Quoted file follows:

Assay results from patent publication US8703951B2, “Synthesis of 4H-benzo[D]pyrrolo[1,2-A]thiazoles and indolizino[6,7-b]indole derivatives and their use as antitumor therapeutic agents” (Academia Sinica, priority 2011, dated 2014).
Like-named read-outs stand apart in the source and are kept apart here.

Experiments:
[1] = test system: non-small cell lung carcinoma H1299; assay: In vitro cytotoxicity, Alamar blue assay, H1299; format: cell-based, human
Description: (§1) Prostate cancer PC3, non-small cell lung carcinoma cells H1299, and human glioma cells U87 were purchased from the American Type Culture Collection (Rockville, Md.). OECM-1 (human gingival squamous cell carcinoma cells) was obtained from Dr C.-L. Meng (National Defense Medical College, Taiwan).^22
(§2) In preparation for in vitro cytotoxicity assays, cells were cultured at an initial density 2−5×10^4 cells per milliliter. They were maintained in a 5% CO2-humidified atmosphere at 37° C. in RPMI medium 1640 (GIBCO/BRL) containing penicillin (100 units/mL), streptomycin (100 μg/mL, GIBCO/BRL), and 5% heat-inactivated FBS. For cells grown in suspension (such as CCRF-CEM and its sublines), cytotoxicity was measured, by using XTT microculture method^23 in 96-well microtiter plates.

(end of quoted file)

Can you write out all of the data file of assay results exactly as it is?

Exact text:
Assay results from patent publication US8703951B2, “Synthesis of 4H-benzo[D]pyrrolo[1,2-A]thiazoles and indolizino[6,7-b]indole derivatives and their use as antitumor therapeutic agents” (Academia Sinica, priority 2011, dated 2014).
Like-named read-outs stand apart in the source and are kept apart here.

Experiments:
[1] = test system: non-small cell lung carcinoma H1299; assay: In vitro cytotoxicity, Alamar blue assay, H1299; format: cell-based, human
Description: (§1) Prostate cancer PC3, non-small cell lung carcinoma cells H1299, and human glioma cells U87 were purchased from the American Type Culture Collection (Rockville, Md.). OECM-1 (human gingival squamous cell carcinoma cells) was obtained from Dr C.-L. Meng (National Defense Medical College, Taiwan).^22
(§2) In preparation for in vitro cytotoxicity assays, cells were cultured at an initial density 2−5×10^4 cells per milliliter. They were maintained in a 5% CO2-humidified atmosphere at 37° C. in RPMI medium 1640 (GIBCO/BRL) containing penicillin (100 units/mL), streptomycin (100 μg/mL, GIBCO/BRL), and 5% heat-inactivated FBS. For cells grown in suspension (such as CCRF-CEM and its sublines), cytotoxicity was measured, by using XTT microculture method^23 in 96-well microtiter plates.